Welcome to the new era.
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Old 02-12-2013, 12:11 AM   #12
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Joe, I think the C6 lasted 9 model yrs (not 13)...
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Old 02-12-2013, 12:14 AM   #13
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Quote:
Originally Posted by 235265283... View Post
If I understand correctly, in 2019 (2014+5), the FE target for a vehicle with Corvette's footprint (~45 sq ft) is about 43 MPG. So, it seems to me that unless GM is selling a lot of Volt-equivalent vehicles AND Corvette has evolved as a cash cow, the new high-MPG C8 will need to be radically different than the C7 and predecessors.

Welcome to the new era.


Some of us will look back on the C6 and C7 eras with fond memories down the road.
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Old 02-12-2013, 12:21 AM   #14
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Even if it was a 100% certainty that the C8 would be out in 5 years, I would still buy the C7 now.
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Old 02-12-2013, 12:37 AM   #15
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Joe, I think the C6 lasted 9 model yrs (not 13)...
Yep, I corrected that. I was thinking 2005 through 2013, and typed in 13.
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Old 02-12-2013, 12:40 AM   #16
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Quote:
Originally Posted by 235265283... View Post
If I understand correctly, in 2019 (2014+5), the FE target for a vehicle with Corvette's footprint (~45 sq ft) is about 43 MPG. So, it seems to me that unless GM is selling a lot of Volt-equivalent vehicles AND Corvette has evolved as a cash cow, the new high-MPG C8 will need to be radically different than the C7 and predecessors.

Welcome to the new era.
As I understand it, that doesn't mean the Corvette has to achieve that MPG. I think it has to do with the average MPG based on overall volume of GM of Chevrolet car sales. In comparison to other GM cars, the Corvette accounts for a very small percentage, therefor it's impact on GM with regards to CAFE are fairly minimal. It would likely mean excessive gas guzzler taxes for new Corvette buyers down the line. It would also mean that GM has to set its MPG targets higher overall for its lineup to offset the comparatively low impact the Corvette has on overall sales volume.

Just look at the Viper. Do you think the Viper would even come close to 2014 or 2015 CAFE regulations? Not even close. This does not mean the end of the V8 in a Corvette unless GM thinks it can achieve the same or better performance with a V6 while meeting or at least coming close to CAFE requirements moving forward. Heck, My C6Z06 still gets better highway milage then a 2013 4 cyliner BMW X3.

We are not done seeing MPG improvements on high output V8's. While anything is possible I just don't see it coming that soon. If a V6 does come for the Corvette and it can raise the performance level and increase the efficiency even more, than I am pretty damn sure I would give it serious consideration. Until that time comes and I see it with my own eyes, I just don't see a reason to put much credence into that thought process.

The Corvettes legacy has always been built around the V8 and there will continue to be V8's and even V10's produced for many years to come. I just don't see reason for GM to abandon that for a low volume nitch market car like the Corvette.

Last edited by slief; 02-12-2013 at 12:44 AM.
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Old 02-12-2013, 12:47 AM   #17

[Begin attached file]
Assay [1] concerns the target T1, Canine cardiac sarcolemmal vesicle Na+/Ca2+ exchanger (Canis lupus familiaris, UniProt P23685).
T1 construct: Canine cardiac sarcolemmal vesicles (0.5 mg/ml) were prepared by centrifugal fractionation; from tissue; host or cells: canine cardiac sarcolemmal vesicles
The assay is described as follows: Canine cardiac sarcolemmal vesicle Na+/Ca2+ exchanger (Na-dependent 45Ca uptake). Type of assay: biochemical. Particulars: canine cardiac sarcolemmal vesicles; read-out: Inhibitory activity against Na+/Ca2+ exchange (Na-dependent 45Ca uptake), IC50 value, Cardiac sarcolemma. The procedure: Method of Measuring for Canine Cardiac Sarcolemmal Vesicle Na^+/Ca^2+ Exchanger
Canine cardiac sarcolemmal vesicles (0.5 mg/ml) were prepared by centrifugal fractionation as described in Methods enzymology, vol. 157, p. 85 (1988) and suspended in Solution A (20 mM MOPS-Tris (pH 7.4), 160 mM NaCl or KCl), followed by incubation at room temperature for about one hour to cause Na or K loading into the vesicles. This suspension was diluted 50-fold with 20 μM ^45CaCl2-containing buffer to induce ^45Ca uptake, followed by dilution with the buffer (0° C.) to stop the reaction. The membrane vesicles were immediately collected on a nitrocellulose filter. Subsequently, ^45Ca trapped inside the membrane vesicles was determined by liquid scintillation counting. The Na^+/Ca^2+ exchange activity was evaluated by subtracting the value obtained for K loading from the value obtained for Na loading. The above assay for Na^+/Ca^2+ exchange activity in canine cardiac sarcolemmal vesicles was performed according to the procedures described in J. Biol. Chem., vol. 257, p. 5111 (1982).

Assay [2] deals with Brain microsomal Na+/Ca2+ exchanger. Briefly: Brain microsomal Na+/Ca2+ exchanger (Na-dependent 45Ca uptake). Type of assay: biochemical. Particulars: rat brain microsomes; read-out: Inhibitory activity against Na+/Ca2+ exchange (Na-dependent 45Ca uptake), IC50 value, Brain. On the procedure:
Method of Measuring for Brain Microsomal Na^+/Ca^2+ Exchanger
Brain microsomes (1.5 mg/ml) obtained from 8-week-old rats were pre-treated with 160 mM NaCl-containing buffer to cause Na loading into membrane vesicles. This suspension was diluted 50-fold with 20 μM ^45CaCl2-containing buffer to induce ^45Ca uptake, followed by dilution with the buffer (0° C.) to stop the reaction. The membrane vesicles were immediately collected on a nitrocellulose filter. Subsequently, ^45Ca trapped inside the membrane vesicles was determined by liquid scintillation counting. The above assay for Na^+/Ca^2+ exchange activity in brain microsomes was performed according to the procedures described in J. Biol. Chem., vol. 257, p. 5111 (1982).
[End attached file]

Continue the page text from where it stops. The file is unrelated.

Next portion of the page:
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According to Tadge, Corvette is not being given a pass internally on the CAFE requirements.

So Slief, while I think there is merit in your comments in general, I don't believe such will be the circumstances under which our Corvette will live down the road.
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Old 02-12-2013, 12:55 AM   #18
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It was not that long ago that we could not have even imagined a 400+ hp V8 Corvette getting the kind of mpg the C6 (and now C7) gets. Who knows what technological breakthroughs the future holds?
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Old 02-12-2013, 01:02 AM   #19
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Quote:
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According to Tadge, Corvette is not being given a pass internally on the CAFE requirements.

So Slief, while I think there is merit in your comments in general, I don't believe such will be the circumstances under which our Corvette will live down the road.
Perhaps, but the bar would certainly need to be raised unless GM is abandoning the American sports car industry as well as the success on the track. Both are areas in which GM has maintained a virtual lead in the American sports car market year after year. Unless of course Dodge abandons the Viper which is always possible.

Also, not meeting CAFE requirements would not mean giving the Corvette as pass IMO. As long as they strive for constant improvement in efficiency, then they are keeping up with the times. If the Corvette were to remain the most powerful and most efficient sports car generation after generation, they would continue to maintain the standard they have set for decades.

That said, I suppose at some point down the line, a wall will be hit in terms of performance vs MPG on the V8. I'm not sure how much more efficient they can get but I am sure there is still room for improvement. How much, one can only wonder.
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Old 02-12-2013, 01:10 AM   #20
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Quote:
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It was not that long ago that we could not have even imagined a 400+ hp V8 Corvette getting the kind of mpg the C6 (and now C7) gets. Who knows what technological breakthroughs the future holds?

...remember the days when we thought 15 mpg on a small-block V-8 was good ?
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Old 02-12-2013, 01:10 AM